Perth County Cricket Club, one of the oldest in Scotland with one of the proudest heritages, are facing closure later this week.

The organisation, founded in 1826, won nine Scottish County Championship titles during a halcyon period in the 1950s and 1960s, as well as attracting international stars of the calibre of Australian duo Adam Gilchrist and Justin Langer to their North Inch ground in the early 1990s. But they are grievously short of players, their facilities have been vandalised several times recently, and the final curtain could fall at the club's annual meeting tomorrow night when captain and secretary, Graham Ferguson, spells out the gravity of the situation.

Speaking yesterday to The Herald, Ferguson made no effort to disguise his anxiety at how a variety of problems, stretching back over the last decade, have combined to bring Perth to the brink of extinction.

"Some people think we are dealing in brinkmanship, but nothing could be further from the truth and there is every chance we will go down the tubes. As things stand, we have eight players for our first fixture of the season against Huntly in May and there is no point in kidding ourselves we can continue on that basis," said Ferguson who, together with his colleague, David Armstrong, have been carrying out about 15 different duties at North Inch in the past few years.

"This isn't something that has happened overnight, but we have lost 11 or 12 of our first-team players to other clubs, our facilities are sub-standard, our membership doesn't seem to want to get involved in the day-to-day running of the place and we are simply not functioning as a club, where there is any chance of keeping things going 10, 20 years from now."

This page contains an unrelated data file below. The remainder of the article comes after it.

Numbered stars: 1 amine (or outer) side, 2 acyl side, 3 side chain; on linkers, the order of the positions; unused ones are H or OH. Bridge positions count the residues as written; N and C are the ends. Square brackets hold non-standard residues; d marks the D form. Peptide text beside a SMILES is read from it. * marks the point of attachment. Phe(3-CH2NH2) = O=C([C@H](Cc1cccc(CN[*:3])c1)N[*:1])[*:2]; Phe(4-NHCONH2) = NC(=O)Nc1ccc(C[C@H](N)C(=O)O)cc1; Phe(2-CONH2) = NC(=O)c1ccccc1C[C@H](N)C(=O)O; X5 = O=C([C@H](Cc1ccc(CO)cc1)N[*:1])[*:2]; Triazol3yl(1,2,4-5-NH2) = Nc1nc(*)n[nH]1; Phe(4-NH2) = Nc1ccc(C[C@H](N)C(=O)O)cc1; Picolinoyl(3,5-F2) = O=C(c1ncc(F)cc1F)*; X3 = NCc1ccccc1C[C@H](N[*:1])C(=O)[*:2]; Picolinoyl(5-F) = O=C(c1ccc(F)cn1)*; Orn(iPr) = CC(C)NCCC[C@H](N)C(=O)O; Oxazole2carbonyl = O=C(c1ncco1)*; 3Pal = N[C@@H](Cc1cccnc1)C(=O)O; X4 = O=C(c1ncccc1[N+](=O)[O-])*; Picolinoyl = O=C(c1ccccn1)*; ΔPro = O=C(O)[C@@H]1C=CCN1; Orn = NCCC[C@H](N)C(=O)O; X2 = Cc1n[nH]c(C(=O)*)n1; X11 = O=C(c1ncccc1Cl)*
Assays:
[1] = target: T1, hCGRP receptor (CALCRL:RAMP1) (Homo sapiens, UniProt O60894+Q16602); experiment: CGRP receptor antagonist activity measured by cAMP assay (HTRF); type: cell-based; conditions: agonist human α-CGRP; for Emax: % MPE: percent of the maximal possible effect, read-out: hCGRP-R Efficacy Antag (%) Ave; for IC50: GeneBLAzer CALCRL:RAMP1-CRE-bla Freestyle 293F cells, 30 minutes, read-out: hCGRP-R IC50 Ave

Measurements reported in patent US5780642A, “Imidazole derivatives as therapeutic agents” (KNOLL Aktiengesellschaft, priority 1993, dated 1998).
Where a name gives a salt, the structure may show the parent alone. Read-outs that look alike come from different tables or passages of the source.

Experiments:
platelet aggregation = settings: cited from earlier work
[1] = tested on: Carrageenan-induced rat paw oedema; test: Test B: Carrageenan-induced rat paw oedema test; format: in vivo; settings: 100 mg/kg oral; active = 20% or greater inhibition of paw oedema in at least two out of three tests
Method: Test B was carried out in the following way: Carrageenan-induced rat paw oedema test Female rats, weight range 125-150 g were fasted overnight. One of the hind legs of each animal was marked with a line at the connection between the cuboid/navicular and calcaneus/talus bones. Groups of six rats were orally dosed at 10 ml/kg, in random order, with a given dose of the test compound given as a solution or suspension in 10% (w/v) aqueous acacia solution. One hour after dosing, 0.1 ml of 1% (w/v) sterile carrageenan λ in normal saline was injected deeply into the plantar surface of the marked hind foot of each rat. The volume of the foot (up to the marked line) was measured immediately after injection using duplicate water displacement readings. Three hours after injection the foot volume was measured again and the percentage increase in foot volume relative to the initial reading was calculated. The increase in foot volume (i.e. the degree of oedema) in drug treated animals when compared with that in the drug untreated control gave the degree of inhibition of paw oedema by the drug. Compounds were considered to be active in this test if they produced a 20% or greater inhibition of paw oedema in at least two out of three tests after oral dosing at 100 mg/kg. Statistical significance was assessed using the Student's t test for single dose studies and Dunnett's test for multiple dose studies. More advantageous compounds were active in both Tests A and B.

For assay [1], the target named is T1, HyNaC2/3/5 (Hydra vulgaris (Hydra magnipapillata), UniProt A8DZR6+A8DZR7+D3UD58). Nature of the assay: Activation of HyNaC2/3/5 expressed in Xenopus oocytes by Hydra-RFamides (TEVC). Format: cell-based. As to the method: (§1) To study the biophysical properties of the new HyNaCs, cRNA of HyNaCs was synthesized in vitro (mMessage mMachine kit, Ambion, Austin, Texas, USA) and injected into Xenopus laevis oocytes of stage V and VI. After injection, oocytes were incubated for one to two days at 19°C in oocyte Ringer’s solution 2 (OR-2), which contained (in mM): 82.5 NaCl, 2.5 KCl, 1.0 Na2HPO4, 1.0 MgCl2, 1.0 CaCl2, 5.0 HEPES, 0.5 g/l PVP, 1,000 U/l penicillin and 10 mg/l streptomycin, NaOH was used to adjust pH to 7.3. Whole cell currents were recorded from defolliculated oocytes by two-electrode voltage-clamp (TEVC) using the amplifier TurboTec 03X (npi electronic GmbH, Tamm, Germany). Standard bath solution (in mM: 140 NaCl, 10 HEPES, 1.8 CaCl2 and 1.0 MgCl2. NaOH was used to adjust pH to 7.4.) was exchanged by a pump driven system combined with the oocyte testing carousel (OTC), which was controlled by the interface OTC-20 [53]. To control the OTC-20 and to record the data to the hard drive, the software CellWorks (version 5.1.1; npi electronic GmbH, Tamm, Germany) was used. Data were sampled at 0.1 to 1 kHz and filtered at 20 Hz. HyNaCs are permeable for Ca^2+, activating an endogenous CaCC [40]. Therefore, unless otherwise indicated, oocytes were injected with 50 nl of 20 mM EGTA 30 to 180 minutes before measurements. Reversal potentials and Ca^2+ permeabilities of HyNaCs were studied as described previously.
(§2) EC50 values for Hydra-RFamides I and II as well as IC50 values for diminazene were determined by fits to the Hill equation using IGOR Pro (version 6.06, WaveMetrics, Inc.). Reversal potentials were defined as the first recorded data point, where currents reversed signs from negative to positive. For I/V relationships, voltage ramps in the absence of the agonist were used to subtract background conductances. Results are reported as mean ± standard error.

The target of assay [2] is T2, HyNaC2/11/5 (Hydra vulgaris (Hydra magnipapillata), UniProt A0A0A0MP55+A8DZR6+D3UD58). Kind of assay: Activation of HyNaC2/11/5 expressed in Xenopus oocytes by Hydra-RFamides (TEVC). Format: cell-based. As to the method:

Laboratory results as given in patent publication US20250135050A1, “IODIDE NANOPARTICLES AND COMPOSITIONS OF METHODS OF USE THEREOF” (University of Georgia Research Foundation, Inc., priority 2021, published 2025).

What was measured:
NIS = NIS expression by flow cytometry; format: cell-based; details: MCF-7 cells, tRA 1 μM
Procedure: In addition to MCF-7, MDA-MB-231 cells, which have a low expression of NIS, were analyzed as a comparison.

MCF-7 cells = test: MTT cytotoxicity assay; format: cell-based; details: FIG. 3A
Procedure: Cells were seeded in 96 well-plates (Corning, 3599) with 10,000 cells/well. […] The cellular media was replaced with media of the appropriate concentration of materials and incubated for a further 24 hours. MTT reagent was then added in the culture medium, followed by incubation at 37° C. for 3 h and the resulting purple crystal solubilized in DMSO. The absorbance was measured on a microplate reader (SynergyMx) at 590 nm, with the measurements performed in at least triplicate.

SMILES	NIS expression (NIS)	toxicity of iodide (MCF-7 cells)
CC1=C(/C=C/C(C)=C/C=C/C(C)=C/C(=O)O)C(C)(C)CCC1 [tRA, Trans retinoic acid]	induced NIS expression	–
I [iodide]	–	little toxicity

In Ferguson's own judgment, Perth have been slipping down a perilous slope since their great days and it seems an awfully long time since Scotland recorded their first-ever victory over English county opposition when they defeated Lancashire in the former B & H Cup at the North Inch in 1986.

Since then, despite the appeal of such foreign luminaries as the Australian trio, Gilchrist, Langer and Dene Hills and Indian maestro, Lal Rajput, the numbers have dried up, both on the pitch and in the committee rooms and although the club were granted a stay of execution following an egm last January, Ferguson said yesteray that he is much less optimistic that a solution will be found on this occasion.

"There is a lot of history around this place, but that will only take you so far if nobody is coming through the door to join us now, and David and I are spending an increasing amount of time working on administrative chores which we simply don't have time for.

"We have looked at all the alternatives, and we are very sad to be in this position, but placing the club into abeyance, prior to the 2009 season, is firmly back on the agenda, and if the response isn't there, we will have to wind things up. "